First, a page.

I strongly disagree with Jan Breslauer's review of "The Cripple of Inishmaan" (" 'Inishmaan,' on Closer Inspection," Oct. 30).
I attended the opening night and found the play funny, intelligent, charming and entertaining. To attack Martin McDonagh, one of the most gifted playwrights of our time, for (among other things) writing a less than perfect play does a major disservice to the Los Angeles theatergoing community. The production is terrific. The performances are splendid. Max Wright is especially wonderful, and the cast received a standing ovation.
It may not be perfect . . . but it is still far better than 99% of the theater that is out there, and people should be encouraged to go and see work of this caliber.
While I agree with Breslauer that "The Cripple of Inishmaan" has weaknesses, she is wrong to blame them on a "faux-Irish veneer" resulting from McDonagh's being "London born and bred."
After all, John Millington Synge, whom she seems to approve of, was born near Dublin, far from the west coast of Ireland that he wrote about, to well-off Anglo-Irish Protestants. A well-educated man who spoke four languages, he spent much of his adult life in Paris. Like McDonagh, he based his plays on brief visits to western Ireland, plus an astute literary imagination.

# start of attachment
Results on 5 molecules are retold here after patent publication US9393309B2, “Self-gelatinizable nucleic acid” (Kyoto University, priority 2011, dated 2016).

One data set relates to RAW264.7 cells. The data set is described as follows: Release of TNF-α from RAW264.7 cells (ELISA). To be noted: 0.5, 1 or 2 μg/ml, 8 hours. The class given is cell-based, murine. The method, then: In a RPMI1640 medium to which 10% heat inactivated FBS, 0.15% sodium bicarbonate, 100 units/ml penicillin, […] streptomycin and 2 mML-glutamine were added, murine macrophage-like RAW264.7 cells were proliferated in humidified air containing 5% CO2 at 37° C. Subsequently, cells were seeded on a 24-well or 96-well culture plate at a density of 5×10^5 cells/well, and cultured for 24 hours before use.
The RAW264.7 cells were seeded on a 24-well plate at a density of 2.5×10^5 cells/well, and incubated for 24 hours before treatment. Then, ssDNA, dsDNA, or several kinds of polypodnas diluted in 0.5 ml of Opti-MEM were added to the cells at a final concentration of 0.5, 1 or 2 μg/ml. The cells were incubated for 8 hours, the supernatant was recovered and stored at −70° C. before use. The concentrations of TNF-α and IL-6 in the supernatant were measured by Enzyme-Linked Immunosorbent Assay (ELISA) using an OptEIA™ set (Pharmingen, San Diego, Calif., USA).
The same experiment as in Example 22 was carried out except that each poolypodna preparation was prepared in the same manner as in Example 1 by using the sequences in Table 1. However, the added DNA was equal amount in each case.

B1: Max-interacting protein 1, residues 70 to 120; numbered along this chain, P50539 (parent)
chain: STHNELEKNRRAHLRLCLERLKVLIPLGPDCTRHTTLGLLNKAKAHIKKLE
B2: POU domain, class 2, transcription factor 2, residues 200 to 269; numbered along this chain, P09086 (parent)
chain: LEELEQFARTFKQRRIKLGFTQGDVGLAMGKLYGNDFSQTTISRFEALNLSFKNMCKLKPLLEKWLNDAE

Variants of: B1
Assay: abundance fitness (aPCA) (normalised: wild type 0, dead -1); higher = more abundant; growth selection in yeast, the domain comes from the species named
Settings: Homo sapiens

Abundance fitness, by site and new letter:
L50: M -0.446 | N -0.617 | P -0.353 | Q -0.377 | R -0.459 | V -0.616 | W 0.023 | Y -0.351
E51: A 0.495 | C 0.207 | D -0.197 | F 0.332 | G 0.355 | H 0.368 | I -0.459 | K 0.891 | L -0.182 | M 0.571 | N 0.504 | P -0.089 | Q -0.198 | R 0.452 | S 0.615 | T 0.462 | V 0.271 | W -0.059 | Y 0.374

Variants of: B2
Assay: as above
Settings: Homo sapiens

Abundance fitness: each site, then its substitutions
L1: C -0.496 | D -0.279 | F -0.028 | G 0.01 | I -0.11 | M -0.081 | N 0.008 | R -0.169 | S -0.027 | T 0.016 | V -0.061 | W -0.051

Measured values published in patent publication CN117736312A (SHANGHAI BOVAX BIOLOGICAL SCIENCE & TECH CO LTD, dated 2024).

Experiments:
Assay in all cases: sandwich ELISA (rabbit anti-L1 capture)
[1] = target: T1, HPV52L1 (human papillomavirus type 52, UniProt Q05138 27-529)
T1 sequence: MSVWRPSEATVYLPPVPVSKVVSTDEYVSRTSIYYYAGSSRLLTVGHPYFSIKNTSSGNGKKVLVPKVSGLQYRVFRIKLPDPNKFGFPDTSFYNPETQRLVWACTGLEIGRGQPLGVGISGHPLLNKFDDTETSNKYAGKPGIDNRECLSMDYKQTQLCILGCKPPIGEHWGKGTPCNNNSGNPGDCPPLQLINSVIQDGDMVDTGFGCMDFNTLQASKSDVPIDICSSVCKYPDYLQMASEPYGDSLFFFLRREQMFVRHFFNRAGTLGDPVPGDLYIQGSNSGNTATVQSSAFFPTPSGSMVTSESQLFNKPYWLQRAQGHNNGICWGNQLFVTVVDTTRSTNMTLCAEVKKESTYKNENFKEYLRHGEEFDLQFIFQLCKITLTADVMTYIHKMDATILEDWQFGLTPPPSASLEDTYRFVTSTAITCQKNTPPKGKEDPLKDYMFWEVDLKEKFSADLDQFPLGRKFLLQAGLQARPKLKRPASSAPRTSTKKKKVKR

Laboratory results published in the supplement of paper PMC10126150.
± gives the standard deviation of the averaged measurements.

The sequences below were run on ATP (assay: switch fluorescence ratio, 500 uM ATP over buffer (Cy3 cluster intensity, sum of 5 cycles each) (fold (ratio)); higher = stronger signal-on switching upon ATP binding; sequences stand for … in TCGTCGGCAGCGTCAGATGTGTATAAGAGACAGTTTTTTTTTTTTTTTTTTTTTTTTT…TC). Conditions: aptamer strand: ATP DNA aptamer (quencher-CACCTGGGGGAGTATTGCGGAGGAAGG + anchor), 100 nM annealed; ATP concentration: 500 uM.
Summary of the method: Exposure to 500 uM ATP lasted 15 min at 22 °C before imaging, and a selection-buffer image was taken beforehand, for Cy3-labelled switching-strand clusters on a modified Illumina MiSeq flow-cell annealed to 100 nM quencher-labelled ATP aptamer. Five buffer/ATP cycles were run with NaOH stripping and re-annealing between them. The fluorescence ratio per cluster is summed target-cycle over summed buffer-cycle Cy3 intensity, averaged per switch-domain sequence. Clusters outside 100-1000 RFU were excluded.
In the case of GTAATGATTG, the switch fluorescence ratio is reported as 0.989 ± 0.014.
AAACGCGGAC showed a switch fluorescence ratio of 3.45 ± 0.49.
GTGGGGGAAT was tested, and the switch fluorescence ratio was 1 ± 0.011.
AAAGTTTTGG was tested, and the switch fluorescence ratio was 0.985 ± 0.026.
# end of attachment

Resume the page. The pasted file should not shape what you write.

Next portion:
Both playwrights are dealing with myth, not reality. Both created a dialogue that bears about as much resemblance to the actual speech of Galway as Shakespeare's blank verse did to the speech of ordinary Elizabethans.
The Los Angeles Times is here to correct the impression created by England's Royal National Theatre, by the Royal Court Theatre, by the Druid Theatre that we are dealing with a truly gifted new writer.
I saw "Cripple" two days ago, and the humor and pathos of his characters still resonate. McDonagh has done that most difficult of tasks, taking the darkest and bleakest landscape of the human condition and bringing it alive with humor and originality. Kudos to the Geffen Playhouse for bringing his work to Los Angeles and for mounting a stunningly directed production.
President, Tiffany Theaters